NEJSDS workshop on Statistics in Data Science

Welcome to the New England Journal of Statistics in Data Science (NEJSDS) Workshop on Statistics in Data Science. This one-day event features a keynote session, two invited sessions, and conclude with an editorial board meeting.

The NEJSDS is the official journal of the NESS. The aims of the journal are to serve as an interface between statistics and other disciplines in data science, to encourage researchers to exchange innovative ideas, and to promote data science methods to the general scientific community.


Please register for free here and select if you will attend in-person and need a lunch ticket in the registration form.

Date and location

  • Date: Friday, January 26, 2024

  • In-persion Location: Room 101, Lawrence D. McHugh Hall, University of Connecticut, Storrs, CT 06269 Map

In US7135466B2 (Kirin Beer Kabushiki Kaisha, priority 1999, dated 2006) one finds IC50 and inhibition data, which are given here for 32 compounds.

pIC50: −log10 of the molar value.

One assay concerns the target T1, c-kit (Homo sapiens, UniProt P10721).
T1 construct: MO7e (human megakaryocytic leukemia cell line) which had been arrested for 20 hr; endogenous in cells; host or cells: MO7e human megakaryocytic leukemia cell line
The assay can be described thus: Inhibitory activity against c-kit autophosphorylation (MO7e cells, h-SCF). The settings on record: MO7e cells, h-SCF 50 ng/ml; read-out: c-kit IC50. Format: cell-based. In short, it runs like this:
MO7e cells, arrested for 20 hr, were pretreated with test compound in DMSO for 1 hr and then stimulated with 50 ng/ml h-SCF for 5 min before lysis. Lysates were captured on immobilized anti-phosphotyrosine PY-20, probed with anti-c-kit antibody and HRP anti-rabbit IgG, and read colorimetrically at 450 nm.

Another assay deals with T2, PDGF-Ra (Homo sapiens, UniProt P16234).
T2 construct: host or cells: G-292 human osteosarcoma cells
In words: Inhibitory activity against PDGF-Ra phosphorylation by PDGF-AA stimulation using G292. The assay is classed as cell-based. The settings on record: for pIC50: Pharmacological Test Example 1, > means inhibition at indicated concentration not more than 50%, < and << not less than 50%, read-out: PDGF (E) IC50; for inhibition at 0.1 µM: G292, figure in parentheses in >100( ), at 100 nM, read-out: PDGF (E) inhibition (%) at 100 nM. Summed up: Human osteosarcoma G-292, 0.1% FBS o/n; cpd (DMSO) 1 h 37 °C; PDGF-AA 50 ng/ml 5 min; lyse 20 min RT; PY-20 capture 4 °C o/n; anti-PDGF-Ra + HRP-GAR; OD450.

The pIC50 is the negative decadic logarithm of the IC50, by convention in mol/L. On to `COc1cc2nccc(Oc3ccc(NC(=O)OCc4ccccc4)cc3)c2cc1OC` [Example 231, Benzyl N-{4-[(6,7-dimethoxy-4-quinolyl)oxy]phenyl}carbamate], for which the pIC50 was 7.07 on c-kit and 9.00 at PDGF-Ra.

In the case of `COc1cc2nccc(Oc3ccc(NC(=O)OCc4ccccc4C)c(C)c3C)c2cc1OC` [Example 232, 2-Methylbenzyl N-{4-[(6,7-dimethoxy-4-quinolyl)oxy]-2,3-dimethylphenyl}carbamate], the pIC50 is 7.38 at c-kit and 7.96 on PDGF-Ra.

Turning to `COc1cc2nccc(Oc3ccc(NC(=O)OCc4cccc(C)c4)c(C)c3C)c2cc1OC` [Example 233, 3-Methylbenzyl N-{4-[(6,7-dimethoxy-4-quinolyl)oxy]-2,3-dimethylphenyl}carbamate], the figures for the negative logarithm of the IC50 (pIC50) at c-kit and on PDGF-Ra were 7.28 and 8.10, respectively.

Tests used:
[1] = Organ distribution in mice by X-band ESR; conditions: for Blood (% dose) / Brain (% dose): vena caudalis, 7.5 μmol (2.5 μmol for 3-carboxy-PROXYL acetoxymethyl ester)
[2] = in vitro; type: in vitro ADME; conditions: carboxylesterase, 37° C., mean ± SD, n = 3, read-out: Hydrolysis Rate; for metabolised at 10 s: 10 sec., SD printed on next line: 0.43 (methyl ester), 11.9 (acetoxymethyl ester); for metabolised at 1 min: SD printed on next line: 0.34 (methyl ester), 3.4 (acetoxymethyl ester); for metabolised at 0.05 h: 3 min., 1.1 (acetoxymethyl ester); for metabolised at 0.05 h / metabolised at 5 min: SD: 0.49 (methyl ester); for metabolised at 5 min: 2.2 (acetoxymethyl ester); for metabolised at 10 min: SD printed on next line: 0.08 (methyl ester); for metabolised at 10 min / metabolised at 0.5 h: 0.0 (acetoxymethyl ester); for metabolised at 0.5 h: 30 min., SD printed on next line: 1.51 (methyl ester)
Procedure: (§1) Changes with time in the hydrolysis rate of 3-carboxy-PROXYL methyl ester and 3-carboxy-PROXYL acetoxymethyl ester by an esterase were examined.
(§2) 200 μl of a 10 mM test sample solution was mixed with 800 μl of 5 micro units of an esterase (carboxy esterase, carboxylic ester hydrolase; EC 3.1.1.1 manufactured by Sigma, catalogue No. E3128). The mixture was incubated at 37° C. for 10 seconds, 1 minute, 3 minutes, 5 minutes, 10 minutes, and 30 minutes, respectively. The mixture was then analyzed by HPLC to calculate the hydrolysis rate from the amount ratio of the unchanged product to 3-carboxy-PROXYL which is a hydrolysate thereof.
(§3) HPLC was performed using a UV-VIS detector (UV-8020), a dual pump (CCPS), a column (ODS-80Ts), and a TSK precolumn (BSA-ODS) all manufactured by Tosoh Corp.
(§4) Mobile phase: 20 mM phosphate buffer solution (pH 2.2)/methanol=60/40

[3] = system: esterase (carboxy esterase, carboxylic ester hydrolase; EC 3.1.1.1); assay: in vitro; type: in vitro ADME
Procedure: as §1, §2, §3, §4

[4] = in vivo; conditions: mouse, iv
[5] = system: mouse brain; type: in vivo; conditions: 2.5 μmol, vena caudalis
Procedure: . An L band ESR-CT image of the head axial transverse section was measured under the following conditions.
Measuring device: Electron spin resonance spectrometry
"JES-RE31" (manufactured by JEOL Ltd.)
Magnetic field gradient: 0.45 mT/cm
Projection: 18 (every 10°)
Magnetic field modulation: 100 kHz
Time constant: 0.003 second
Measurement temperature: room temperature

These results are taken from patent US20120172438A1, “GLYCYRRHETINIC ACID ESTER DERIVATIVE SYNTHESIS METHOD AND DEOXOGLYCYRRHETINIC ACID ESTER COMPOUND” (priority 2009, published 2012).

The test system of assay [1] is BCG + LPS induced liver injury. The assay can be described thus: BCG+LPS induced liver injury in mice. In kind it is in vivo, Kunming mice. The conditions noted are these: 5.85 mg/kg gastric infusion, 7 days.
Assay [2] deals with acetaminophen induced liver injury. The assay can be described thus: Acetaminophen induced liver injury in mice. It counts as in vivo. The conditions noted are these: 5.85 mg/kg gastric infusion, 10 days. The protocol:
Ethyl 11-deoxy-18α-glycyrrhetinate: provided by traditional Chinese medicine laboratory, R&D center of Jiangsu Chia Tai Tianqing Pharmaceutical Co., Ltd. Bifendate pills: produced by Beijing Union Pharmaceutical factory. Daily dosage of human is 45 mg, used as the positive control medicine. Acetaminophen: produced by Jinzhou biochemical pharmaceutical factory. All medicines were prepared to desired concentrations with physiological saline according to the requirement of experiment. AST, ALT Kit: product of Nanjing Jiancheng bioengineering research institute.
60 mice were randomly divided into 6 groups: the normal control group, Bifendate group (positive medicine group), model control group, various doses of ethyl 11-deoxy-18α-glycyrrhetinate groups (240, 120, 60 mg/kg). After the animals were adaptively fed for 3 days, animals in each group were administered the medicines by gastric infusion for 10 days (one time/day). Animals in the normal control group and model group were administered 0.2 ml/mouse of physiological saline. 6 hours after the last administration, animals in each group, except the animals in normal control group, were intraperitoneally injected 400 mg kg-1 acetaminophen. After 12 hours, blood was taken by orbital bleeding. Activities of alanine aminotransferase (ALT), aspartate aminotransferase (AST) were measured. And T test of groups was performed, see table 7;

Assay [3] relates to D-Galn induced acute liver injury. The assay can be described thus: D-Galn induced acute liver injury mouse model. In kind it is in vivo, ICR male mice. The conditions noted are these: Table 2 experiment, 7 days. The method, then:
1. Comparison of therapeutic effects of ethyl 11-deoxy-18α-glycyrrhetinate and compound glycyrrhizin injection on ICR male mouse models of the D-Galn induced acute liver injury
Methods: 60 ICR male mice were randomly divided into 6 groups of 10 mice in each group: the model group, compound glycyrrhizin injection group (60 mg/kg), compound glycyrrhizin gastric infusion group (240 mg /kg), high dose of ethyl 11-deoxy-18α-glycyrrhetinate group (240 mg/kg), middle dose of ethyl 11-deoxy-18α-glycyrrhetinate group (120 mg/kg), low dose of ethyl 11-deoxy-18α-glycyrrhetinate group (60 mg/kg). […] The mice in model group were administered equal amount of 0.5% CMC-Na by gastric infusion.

• Online Participation Zoom Link

Keynote and Invited Speakers

  • Haim Bar, University of Connecticut
  • Rong Chen, Chair, Rutgers University
  • Yang Feng, New York University
  • Ofer Harel, University of Connecticut
  • Jeffrey Miller, Harvard University
  • Gavino Puggioni, University of Rhode Island
  • Weijie Su, University of Pennsylvania
  • Linjun Zhang, Rutgers University


Welcome Remark

08:50-09:00 AM

Kolaczyk, President or NESS, Professor of Statistics at McGill University

Keynote session

09:00-09:45 AM, Keynote 1

  • Speaker: Rong Chen, Chair, Department of Statistics, Rutgers University